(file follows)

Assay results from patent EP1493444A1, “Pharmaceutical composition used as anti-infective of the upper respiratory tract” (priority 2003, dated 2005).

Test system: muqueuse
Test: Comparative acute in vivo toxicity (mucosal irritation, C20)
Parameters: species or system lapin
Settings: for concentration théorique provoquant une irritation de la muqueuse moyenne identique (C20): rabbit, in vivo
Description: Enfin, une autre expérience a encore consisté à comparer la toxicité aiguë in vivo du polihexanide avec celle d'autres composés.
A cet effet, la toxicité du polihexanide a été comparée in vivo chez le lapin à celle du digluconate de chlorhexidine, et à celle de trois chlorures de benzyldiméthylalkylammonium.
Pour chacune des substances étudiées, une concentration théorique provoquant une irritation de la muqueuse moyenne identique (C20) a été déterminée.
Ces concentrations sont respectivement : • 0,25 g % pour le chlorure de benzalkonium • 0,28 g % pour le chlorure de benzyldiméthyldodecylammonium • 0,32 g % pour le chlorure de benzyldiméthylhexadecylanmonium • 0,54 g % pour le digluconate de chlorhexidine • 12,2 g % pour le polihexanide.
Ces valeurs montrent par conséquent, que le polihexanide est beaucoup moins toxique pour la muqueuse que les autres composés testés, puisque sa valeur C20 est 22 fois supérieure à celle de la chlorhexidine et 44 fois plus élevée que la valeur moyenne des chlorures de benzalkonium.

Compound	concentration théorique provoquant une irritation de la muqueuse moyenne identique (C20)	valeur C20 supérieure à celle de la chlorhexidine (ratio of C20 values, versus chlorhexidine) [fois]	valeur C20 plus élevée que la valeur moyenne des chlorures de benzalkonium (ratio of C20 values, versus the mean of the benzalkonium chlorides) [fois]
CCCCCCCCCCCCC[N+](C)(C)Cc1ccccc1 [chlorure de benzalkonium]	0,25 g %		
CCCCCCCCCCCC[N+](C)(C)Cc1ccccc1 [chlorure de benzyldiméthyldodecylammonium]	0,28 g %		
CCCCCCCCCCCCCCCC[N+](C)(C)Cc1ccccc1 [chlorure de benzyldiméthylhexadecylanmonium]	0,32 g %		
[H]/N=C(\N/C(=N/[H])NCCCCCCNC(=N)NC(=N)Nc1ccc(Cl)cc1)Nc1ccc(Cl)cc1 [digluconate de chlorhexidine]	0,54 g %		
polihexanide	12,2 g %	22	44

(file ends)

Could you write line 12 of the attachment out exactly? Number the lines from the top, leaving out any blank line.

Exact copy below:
CCCCCCCCCCCCC[N+](C)(C)Cc1ccccc1 [chlorure de benzalkonium]	0,25 g %		